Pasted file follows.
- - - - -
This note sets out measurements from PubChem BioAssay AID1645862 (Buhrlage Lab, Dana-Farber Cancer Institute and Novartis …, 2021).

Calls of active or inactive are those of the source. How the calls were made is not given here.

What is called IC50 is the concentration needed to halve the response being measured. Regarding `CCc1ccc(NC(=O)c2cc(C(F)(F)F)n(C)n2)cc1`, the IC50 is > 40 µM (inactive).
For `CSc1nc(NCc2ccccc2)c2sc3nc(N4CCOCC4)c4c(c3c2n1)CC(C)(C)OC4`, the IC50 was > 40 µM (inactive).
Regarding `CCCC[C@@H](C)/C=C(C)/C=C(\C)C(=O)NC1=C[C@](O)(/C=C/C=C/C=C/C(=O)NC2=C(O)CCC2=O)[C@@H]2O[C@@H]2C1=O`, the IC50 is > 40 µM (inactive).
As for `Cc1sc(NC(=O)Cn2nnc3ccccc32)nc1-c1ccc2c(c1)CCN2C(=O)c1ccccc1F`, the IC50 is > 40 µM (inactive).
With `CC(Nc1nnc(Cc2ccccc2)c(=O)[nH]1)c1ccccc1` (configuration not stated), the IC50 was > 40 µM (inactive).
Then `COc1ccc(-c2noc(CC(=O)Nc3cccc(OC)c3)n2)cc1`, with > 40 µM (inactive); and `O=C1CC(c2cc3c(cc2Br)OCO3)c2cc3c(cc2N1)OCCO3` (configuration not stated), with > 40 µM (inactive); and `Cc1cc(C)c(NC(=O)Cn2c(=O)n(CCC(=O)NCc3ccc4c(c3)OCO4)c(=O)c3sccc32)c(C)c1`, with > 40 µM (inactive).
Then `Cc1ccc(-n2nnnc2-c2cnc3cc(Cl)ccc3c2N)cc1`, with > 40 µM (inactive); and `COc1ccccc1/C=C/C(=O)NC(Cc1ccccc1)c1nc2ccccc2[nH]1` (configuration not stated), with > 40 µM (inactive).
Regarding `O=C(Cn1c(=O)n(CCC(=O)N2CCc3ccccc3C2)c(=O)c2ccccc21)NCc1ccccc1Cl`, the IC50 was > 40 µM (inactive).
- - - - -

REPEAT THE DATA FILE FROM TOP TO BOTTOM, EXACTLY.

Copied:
This note sets out measurements from PubChem BioAssay AID1645862 (Buhrlage Lab, Dana-Farber Cancer Institute and Novartis …, 2021).

Calls of active or inactive are those of the source. How the calls were made is not given here.

What is called IC50 is the concentration needed to halve the response being measured. Regarding `CCc1ccc(NC(=O)c2cc(C(F)(F)F)n(C)n2)cc1`, the IC50 is > 40 µM (inactive).
For `CSc1nc(NCc2ccccc2)c2sc3nc(N4CCOCC4)c4c(c3c2n1)CC(C)(C)OC4`, the IC50 was > 40 µM (inactive).
Regarding `CCCC[C@@H](C)/C=C(C)/C=C(\C)C(=O)NC1=C[C@](O)(/C=C/C=C/C=C/C(=O)NC2=C(O)CCC2=O)[C@@H]2O[C@@H]2C1=O`, the IC50 is > 40 µM (inactive).
As for `Cc1sc(NC(=O)Cn2nnc3ccccc32)nc1-c1ccc2c(c1)CCN2C(=O)c1ccccc1F`, the IC50 is > 40 µM (inactive).
With `CC(Nc1nnc(Cc2ccccc2)c(=O)[nH]1)c1ccccc1` (configuration not stated), the IC50 was > 40 µM (inactive).
Then `COc1ccc(-c2noc(CC(=O)Nc3cccc(OC)c3)n2)cc1`, with > 40 µM (inactive); and `O=C1CC(c2cc3c(cc2Br)OCO3)c2cc3c(cc2N1)OCCO3` (configuration not stated), with > 40 µM (inactive); and `Cc1cc(C)c(NC(=O)Cn2c(=O)n(CCC(=O)NCc3ccc4c(c3)OCO4)c(=O)c3sccc32)c(C)c1`, with > 40 µM (inactive).
Then `Cc1ccc(-n2nnnc2-c2cnc3cc(Cl)ccc3c2N)cc1`, with > 40 µM (inactive); and `COc1ccccc1/C=C/C(=O)NC(Cc1ccccc1)c1nc2ccccc2[nH]1` (configuration not stated), with > 40 µM (inactive).
Regarding `O=C(Cn1c(=O)n(CCC(=O)N2CCc3ccccc3C2)c(=O)c2ccccc21)NCc1ccccc1Cl`, the IC50 was > 40 µM (inactive).